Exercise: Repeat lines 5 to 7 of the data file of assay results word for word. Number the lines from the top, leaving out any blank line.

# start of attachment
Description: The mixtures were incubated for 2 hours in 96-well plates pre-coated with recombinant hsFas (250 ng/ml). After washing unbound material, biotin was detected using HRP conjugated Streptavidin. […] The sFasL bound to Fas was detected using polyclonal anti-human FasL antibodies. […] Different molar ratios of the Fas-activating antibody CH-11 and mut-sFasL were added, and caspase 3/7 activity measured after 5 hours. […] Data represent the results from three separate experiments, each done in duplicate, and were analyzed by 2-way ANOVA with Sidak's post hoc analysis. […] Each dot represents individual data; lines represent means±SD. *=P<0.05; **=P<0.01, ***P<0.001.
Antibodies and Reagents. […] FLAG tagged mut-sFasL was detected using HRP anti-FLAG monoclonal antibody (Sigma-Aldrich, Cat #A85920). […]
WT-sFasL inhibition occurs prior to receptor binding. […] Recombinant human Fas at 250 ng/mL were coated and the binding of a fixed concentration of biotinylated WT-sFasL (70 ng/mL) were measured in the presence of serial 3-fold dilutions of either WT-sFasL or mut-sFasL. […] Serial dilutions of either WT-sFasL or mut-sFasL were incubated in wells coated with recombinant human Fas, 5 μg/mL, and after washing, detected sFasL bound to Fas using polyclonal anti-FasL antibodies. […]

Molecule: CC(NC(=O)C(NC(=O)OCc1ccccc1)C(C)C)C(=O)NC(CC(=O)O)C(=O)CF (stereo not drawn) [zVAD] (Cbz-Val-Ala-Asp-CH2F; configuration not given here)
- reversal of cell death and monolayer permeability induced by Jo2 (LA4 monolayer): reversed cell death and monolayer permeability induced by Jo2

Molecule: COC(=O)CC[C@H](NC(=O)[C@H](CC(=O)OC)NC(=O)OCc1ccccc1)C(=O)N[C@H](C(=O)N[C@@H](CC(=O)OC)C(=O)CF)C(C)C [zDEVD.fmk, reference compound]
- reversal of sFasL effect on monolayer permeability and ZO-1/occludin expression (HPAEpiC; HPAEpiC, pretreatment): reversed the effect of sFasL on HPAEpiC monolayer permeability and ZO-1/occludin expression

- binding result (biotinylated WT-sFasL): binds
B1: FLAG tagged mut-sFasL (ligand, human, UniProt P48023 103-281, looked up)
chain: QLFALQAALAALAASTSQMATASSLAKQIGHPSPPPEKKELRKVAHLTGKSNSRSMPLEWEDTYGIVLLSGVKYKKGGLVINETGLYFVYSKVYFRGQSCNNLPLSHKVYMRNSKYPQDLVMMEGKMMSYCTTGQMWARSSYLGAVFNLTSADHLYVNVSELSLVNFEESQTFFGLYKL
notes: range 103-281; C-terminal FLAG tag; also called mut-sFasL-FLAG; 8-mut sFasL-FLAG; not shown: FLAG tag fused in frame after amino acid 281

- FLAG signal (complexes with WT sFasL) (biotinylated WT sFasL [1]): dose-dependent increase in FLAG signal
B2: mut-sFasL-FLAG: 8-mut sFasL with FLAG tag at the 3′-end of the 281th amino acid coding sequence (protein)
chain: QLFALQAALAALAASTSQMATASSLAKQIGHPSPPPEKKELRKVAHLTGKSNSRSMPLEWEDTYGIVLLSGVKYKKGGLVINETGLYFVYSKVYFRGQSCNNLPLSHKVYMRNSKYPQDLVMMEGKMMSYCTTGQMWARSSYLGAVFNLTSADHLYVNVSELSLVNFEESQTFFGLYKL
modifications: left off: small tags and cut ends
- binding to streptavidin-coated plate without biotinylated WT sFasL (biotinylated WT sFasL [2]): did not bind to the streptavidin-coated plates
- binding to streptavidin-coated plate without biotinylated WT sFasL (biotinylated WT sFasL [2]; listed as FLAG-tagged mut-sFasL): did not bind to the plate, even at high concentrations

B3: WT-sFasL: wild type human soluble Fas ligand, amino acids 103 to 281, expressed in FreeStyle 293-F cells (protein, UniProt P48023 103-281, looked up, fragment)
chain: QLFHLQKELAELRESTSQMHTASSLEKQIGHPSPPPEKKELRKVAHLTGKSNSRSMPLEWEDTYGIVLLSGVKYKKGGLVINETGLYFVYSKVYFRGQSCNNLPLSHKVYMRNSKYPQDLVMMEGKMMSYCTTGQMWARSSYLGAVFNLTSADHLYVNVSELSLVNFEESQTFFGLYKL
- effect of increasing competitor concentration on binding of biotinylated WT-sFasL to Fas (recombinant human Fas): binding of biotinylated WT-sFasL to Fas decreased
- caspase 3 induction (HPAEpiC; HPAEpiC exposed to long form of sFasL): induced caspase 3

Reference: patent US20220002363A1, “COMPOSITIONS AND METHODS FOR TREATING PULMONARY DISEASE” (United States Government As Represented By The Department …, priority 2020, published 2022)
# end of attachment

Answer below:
- reversal of cell death and monolayer permeability induced by Jo2 (LA4 monolayer): reversed cell death and monolayer permeability induced by Jo2

Molecule: COC(=O)CC[C@H](NC(=O)[C@H](CC(=O)OC)NC(=O)OCc1ccccc1)C(=O)N[C@H](C(=O)N[C@@H](CC(=O)OC)C(=O)CF)C(C)C [zDEVD.fmk, reference compound]
- reversal of sFasL effect on monolayer permeability and ZO-1/occludin expression (HPAEpiC; HPAEpiC, pretreatment): reversed the effect of sFasL on HPAEpiC monolayer permeability and ZO-1/occludin expression